FOOD, DRINK AND CUISINE ADVICE
Standards of hygiene in relation tofood health and safety in Switzerland are generally high in hotels, restaurants, pubs and nightspots. Restaurants are subject tofood safety control legislation, which is implemented by local government. Regulations include certification and regular inspections by health inspectors to ensure hygienic standards are maintained.
It is safe to eat fresh fruit, vegetables and salads, and to put ice in your drinks. Switzerland’s fish, meat and chicken are of excellent quality, so there is no need to limit yourself when enjoying the local cuisine.
In Switzerland, breakfast typically includes bread, butter or margarine, marmalade or honey, maybe some cheese or cereals, plus milk, cold or hot chocolate, tea or coffee. Lunch may be as simple as a sandwich or a birchermüesli or it could be a complete meal. Depending on what people had for lunch, dinner can be a full main course or just some bread, cheese, maybe some dried meat or any other light meal.
Tap water throughout Switzerland is safe to drink and cook with when taken from taps in urban areas. Not all tap water in rural areas is safe for consumption, so take precautions if necessary.
CLIMATE AND WEATHER
Generally speaking, spring is wet and cool, April is well known for fast and often changing weather conditions. Summer is typically warm and dry with maximum temperature up to 35°C (95°F). The temperature depends primarily on the elevation, the zero line (0°C or 32°F) may raise as high as 4000 meters above sea level (13125 feet). Fall is usually dry, but cool. The temperature will drop significantly in September or October, with the zero line around 2000 meter above sea level (6560 feet). Winter is typically cold and dry. The temperature may drop below 0°C everywhere in Switzerland, especially at night. In the alps, they usually get a lot of snow, but even at lower elevations, there is a good chance that they will get a foot of snow every now and then.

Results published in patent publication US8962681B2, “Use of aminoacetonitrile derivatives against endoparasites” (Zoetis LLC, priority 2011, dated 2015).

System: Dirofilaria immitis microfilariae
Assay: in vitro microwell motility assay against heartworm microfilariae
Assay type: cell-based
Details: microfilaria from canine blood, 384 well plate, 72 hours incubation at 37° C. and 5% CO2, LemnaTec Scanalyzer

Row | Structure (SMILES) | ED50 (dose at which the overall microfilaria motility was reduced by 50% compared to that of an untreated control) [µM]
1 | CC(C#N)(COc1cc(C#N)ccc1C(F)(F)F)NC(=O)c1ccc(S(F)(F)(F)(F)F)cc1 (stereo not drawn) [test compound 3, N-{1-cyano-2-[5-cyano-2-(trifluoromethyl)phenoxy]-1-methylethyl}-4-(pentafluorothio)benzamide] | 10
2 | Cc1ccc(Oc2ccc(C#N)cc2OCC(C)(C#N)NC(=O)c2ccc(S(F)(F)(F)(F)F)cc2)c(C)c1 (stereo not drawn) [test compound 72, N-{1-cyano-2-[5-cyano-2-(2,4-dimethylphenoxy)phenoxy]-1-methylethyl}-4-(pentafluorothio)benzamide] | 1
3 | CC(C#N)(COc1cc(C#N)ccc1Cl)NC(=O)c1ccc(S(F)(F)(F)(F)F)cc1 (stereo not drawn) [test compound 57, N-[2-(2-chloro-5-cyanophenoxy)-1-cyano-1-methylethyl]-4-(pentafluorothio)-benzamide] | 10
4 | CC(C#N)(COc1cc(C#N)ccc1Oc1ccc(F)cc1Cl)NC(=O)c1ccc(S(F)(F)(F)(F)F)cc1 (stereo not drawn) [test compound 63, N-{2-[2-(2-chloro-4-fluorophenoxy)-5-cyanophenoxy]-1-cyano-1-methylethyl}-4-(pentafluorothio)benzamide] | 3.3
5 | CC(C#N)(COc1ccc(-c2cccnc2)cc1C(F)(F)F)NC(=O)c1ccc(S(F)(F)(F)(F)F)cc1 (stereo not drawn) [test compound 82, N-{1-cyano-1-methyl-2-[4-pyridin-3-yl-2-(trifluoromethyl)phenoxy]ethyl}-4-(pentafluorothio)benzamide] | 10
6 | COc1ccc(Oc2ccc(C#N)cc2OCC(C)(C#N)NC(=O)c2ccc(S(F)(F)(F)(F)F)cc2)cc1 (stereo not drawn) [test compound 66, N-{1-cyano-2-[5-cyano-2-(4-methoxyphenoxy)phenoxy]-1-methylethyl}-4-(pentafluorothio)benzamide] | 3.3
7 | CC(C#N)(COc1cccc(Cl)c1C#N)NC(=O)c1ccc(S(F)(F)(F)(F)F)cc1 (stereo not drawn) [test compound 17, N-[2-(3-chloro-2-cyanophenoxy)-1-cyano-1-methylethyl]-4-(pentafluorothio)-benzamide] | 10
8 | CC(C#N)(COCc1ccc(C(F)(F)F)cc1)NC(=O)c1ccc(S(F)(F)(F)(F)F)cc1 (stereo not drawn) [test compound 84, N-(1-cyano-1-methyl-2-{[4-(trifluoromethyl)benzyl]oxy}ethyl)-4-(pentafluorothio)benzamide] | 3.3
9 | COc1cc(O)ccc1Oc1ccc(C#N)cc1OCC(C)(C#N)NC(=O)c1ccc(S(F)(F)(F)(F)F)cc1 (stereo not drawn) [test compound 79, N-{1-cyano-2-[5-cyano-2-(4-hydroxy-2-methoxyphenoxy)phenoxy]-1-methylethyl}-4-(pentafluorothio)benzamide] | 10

CLOTHING AND DRESS RECOMMENDATIONS
Smart casual clothing will be appropriate for sightseeing and for eating out. A light raincoat and travel umbrella are useful all year round. The sun can be deceptively strong even if the temperature feels cool. This is especially so at altitude and on the lakes, so we suggest that you use a good quality sunscreen and sunhat. Make sure you take comfy footwear for daytime.
ELECTRICITY AND PLUG STANDARDS
The electric current used throughout Switzerland is 230 Volts AC, 50 cycles (continental European standard). Wall outlets are unique to Switzerland, however. There is a limited compatibility with other continental European plugs: the standard continental type hexagonal plugs with two round pins. Adaptors for other plugs are available in most hotels and in supermarkets. Please note that German / French / Austrian plugs with thick pins and Italian plugs with three thin pins in a row are not compatible with Swiss wall outlets, despite the equal distance of their two main pins.